the Sound one bright moonlight night with a gay party of the
"disfranchised," and found ourselves quartered on the enemy the
next morning as the sun rose in all its resplendent glory.
Although trunk after trunk--not of gossamers, laces, and
flowers, but of Suffrage ammunition, speeches, resolutions,
petitions, tracts, John Stuart Mill's last work, and folios of
_The Revolution_ had been slowly carried up the winding stairs of
the Atlantic--the brave men and fair women, who had tripped the
light fantastic toe until the midnight hours, slept heedlessly
on, wholly unaware that twelve apartments were already filled
with invaders of the strong-minded editors, reporters, and the
Hutchinson family to the third and fourth generation.

Suffice it to say the Convention continued through two days with
the usual amount of good and bad speaking and debating, strong
and feeble resolutions, fair and unfair reporting--but, with all
its faults, an improvement on the general run of conventions
called by the stronger sex. We say this not in a spirit of
boasting, but with a heart overflowing with pity for the "men of
the period." The chief speakers were Paulina Wright Davis,
Isabella Beecher Hooker, Theodore Tilton, Francis D. Moulton,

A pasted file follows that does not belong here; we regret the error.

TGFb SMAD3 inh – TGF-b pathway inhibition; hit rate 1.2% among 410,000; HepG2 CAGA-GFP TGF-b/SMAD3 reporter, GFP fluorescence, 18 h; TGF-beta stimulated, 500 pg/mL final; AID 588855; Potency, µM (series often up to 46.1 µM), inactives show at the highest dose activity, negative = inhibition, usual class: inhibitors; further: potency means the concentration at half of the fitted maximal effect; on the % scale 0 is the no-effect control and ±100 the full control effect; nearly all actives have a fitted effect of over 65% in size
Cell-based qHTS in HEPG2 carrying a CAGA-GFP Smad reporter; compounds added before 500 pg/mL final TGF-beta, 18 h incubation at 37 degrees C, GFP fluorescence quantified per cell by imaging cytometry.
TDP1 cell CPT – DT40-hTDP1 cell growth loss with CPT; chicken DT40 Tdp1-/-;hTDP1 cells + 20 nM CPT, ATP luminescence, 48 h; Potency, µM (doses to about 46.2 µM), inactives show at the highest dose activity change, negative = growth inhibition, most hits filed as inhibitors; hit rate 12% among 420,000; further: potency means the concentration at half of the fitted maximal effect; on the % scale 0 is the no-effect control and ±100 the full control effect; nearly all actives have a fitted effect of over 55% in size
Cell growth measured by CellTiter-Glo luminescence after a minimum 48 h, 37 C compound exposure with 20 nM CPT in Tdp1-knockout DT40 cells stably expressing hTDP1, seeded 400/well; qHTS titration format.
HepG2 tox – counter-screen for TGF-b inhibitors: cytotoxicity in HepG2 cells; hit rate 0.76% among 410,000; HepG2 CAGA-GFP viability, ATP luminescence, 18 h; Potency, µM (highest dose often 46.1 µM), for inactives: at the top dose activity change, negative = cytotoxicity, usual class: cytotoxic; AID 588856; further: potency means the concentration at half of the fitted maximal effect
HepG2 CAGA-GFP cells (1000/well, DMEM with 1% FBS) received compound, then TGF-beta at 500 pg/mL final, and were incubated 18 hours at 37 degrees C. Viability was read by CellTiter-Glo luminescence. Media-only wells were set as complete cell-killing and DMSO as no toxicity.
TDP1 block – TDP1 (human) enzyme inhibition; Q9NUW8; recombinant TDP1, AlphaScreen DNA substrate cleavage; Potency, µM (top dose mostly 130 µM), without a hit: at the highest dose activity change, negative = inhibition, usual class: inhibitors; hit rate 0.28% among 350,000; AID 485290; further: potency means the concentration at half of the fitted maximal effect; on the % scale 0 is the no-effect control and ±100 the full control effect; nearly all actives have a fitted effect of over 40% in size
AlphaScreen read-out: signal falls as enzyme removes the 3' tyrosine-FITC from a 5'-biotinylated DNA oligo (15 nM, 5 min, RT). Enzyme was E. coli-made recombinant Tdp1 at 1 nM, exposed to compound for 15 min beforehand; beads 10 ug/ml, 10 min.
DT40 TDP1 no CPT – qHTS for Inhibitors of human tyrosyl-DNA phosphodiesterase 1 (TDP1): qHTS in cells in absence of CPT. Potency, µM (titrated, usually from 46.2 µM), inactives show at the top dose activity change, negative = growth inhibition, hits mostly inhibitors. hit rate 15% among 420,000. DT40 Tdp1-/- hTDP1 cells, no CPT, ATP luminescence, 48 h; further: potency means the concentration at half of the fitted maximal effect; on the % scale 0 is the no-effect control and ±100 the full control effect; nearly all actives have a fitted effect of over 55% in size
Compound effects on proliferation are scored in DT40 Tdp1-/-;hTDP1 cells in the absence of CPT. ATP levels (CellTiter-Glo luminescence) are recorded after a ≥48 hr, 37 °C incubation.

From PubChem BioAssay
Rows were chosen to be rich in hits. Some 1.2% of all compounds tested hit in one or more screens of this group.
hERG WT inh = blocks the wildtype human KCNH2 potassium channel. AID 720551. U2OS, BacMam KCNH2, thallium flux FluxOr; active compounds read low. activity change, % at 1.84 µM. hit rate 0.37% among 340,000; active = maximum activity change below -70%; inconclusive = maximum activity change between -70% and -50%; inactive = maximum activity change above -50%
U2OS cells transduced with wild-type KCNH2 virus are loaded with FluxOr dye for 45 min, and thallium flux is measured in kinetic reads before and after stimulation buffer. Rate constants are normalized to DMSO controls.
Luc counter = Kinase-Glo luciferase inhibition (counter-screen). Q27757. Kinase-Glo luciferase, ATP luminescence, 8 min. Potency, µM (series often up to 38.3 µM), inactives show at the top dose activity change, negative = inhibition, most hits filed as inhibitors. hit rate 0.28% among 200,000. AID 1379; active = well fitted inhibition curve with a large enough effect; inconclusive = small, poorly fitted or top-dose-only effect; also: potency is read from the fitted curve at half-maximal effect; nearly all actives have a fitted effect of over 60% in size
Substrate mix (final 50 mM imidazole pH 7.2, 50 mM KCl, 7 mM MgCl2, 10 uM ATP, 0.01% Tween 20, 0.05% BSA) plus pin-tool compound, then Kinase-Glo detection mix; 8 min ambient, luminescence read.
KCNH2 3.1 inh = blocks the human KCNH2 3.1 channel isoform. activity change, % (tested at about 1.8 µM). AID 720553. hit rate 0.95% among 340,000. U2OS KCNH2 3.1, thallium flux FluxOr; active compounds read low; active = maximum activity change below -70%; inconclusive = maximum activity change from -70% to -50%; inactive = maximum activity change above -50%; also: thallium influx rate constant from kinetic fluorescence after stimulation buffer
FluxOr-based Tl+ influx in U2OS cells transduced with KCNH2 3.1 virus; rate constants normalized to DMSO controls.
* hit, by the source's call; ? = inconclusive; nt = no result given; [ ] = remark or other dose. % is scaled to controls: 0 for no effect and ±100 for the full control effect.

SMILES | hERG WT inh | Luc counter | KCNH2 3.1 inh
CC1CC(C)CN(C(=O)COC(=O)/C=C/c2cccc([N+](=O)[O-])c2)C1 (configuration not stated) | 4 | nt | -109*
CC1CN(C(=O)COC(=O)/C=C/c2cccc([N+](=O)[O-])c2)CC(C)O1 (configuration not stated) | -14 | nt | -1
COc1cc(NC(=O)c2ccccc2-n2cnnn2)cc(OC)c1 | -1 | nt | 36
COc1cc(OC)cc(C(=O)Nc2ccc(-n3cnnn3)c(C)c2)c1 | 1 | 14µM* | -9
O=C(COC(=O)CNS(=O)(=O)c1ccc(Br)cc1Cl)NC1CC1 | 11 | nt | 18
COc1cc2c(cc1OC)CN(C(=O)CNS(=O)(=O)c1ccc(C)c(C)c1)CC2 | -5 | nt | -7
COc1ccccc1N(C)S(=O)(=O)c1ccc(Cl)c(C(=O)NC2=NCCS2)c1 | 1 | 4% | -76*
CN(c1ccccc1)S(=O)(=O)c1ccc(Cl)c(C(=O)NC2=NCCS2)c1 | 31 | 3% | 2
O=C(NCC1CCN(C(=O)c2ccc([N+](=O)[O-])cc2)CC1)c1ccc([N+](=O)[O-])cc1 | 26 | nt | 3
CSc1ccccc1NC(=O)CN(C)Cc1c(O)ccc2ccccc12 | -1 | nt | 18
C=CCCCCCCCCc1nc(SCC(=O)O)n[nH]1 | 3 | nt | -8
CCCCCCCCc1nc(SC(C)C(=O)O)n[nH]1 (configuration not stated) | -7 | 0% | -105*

Rev. Phebe Hanaford, Lillie Devereux Blake, Elizabeth R.
Churchill, the Hon. Mr. Stillman, of Rhode Island; and the editor
and proprietor of _The Revolution_. The occasion was enlivened
with the stirring songs of the Hutchinsons, and a reading by Mrs.
Sarah Fisher Ames, the distinguished artist who moulded the bust
of Abraham Lincoln which now adorns the rooms of the Union
League.

The audience throughout the sittings of the Convention was large,
fashionable, and as enthusiastic as the state of the weather
would permit. From the numbers of _The Revolution_ and John
Stuart Mill's new work sold at the door, it is evident that much
interest was roused on the question. We can say truly that we
never received a more quiet and respectful hearing; and, from
many private conversations with ladies and gentlemen of
influence, we feel assured that we have done much by our
gatherings in Saratoga and Newport to awaken thought among a new
class of people. The _ennui_ and utter vacuity of a life of mere
pleasure is fast urging fashionable women to something better,
and, when they do awake to the magnitude and far-reaching
consequences of woman's enfranchisement, they will be the most
enthusiastic workers for its accomplishment.

E. C. S.

The Fourth of July this year was celebrated for the first time by
members of the Woman Suffrage Association, in a beautiful grove in
Westchester County. Edwin A. Studwell of Brooklyn made all the
necessary arrangements. Speeches were made by Judge E. D. Culver, Mrs.
Stanton, and Miss Anthony. The Woman Suffrage meetings at the Bureau
were crowded every week. October 7th there was an unusually large
attendance, to discuss the coming Industrial Congress at Berlin. The
following letter to the Berlin Congress was read and adopted:


NATIONAL WOMAN SUFFRAGE ASSOCIATION, }
NEW YORK, September 28, 1869.